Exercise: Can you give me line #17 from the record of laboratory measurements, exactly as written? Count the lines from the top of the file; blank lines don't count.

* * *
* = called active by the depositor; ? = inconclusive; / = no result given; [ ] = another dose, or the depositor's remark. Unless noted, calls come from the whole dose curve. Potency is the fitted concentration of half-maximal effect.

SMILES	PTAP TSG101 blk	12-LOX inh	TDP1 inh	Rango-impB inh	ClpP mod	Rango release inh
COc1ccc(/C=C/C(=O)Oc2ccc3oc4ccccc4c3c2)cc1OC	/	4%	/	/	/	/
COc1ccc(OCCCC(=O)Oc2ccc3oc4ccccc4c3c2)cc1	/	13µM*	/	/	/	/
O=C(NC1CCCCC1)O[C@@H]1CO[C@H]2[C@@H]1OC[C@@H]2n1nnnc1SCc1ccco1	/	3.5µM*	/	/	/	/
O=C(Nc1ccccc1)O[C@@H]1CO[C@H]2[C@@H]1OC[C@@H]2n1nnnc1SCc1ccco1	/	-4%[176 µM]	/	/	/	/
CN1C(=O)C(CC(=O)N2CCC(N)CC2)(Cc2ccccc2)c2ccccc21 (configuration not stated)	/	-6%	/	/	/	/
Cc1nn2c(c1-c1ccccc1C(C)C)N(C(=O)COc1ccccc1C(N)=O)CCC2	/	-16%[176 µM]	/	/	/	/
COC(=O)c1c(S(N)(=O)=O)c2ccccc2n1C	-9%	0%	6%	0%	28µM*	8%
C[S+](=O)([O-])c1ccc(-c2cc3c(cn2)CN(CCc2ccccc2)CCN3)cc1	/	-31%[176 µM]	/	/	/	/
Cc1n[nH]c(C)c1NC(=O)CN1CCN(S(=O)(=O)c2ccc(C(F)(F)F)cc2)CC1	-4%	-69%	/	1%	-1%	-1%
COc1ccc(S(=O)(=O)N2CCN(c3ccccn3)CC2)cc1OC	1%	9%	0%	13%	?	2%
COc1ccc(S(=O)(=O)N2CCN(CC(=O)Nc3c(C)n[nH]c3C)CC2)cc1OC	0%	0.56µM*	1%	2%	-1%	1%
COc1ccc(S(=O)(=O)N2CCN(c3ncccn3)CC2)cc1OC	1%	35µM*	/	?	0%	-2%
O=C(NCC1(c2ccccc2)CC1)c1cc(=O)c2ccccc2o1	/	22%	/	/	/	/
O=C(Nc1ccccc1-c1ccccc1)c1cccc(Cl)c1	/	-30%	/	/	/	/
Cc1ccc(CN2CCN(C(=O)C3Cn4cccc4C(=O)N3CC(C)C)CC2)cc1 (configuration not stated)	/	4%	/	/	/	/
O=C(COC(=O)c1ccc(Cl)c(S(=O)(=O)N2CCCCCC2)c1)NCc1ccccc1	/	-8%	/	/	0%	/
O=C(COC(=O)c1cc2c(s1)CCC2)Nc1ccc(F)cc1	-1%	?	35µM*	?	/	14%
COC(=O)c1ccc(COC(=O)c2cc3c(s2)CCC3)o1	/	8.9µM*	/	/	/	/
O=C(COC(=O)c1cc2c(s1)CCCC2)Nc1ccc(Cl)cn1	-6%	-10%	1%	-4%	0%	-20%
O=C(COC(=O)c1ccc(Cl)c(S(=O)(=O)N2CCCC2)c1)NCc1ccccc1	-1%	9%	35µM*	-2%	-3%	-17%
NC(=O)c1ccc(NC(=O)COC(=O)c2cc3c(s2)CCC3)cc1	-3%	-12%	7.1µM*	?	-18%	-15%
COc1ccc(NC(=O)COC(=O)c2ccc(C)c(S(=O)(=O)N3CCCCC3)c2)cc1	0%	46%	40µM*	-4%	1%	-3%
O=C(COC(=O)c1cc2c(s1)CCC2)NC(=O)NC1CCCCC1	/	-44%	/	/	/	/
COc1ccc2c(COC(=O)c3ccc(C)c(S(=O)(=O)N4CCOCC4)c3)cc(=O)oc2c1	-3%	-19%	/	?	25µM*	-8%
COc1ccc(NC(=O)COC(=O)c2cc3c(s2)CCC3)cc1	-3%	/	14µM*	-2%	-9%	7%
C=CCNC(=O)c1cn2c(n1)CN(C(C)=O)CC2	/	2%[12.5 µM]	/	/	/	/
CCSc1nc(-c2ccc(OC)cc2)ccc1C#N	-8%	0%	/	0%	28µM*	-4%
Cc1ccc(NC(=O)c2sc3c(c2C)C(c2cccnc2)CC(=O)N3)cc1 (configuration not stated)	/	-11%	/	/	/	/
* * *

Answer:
Cc1ccc(CN2CCN(C(=O)C3Cn4cccc4C(=O)N3CC(C)C)CC2)cc1 (configuration not stated)	/	4%	/	/	/	/